Live In The Galaxy opens with Old Man Wise, the original album's debut single. Instantly, we are treated to John Corabi's bluesy wailing and Bruce Kulick's talented fingering of the guitar. Though not one of my favorite cuts from the Union release, Old Man Wise plays out pretty well live.
The one-two punch of Around Again and Heavy D is the highlight of this album. Around Again IS one of my favorites with the opening guitar riff and the melodic chorus. Likewise, on Heavy D, the acoustic opening leads into a powerful chord change and crunching rhythm section from bassist Jamie Hunting and drummer Brent Fitz. These are 2 songs that I feel were sorely overlooked as single releases.
Next up is the "Unionizing" of KISS' 1997 hit from Carnival of Souls, Jungle. While Corabi will never be in the running to take over for Paul Stanley, he does a respectable job of filling the Starchild's vocal duties. The real star of Jungle though is Kulick's guitar. As a member of KISS, his input was often diminished to that of a "hired hand", but on the '97 COS release, he had a hand in 9 of the 12 tracks and the album benefitted by being the band's strongest musically to date. Kulick's guitar work shined on the COS album and especially on Jungle.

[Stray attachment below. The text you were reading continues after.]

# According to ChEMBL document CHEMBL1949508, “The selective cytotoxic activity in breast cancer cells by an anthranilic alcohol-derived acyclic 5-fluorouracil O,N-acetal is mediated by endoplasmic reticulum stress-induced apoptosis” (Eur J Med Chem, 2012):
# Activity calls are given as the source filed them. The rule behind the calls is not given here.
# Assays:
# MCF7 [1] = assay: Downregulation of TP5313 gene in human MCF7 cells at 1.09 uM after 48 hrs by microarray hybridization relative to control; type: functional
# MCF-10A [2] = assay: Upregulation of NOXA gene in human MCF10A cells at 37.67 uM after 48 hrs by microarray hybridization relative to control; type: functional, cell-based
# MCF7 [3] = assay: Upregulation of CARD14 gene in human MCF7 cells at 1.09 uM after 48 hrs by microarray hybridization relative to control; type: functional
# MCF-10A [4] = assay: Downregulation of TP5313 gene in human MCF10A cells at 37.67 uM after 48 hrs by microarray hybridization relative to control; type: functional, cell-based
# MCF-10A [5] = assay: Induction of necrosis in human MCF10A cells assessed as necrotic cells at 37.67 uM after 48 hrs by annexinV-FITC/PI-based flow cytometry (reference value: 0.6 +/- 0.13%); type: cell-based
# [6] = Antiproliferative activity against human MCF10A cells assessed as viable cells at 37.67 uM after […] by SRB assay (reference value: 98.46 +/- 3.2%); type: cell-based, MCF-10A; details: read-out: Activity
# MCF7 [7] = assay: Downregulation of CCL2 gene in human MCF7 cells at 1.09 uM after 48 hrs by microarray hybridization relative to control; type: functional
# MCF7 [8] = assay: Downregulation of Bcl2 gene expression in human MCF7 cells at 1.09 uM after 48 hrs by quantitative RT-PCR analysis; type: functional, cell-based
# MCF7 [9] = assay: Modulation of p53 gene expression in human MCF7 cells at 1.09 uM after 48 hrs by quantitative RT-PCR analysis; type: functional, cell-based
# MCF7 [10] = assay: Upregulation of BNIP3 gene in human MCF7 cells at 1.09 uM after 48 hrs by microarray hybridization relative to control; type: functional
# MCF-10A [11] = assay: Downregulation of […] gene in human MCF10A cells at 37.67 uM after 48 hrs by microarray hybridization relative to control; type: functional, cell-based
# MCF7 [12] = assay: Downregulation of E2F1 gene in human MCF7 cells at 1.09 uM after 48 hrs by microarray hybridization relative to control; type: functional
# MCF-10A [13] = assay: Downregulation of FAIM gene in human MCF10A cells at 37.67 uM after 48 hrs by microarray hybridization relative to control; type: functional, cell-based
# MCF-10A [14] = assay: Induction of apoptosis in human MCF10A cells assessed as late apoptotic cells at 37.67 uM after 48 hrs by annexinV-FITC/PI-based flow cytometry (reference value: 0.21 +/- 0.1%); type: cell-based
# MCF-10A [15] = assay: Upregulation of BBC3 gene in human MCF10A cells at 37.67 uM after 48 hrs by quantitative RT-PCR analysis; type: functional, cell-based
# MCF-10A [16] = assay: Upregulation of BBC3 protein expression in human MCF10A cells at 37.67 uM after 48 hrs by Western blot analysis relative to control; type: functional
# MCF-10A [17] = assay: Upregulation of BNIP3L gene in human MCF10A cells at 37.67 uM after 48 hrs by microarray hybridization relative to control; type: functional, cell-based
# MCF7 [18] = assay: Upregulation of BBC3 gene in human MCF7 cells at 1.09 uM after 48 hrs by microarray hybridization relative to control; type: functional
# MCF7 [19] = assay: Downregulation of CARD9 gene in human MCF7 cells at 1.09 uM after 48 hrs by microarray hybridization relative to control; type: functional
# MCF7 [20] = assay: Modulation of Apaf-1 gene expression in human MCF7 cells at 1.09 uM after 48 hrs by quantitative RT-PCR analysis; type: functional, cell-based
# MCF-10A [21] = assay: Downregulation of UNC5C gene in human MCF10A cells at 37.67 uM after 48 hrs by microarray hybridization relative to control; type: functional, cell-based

Love ( I Don't Need It Anymore), jokingly dedicated to Monica Lewinsky, is another of the strongest cuts from Union brought to life here in a live setting. This is an excellent song that is carried over well into a live performance.
Man In The Moon, a cut from Corabi's early '90's band, The Scream, is a song that I was previously unfamiliar with but it does stand up as a respectable tune. Though I won't be rushing out anytime soon to pick up anything from The Scream, this song is a good introduction to where Corabi came from before his stint with Motley Crue in '94.
For I Walk Alone, the spotlight turns to Kulick who penned the song and performs lead vocals. Opening with some guitar noodling, this should be Kulick's anthem, in that, it is a crowning achievement both vocally and musically for him. Great lyrics, too!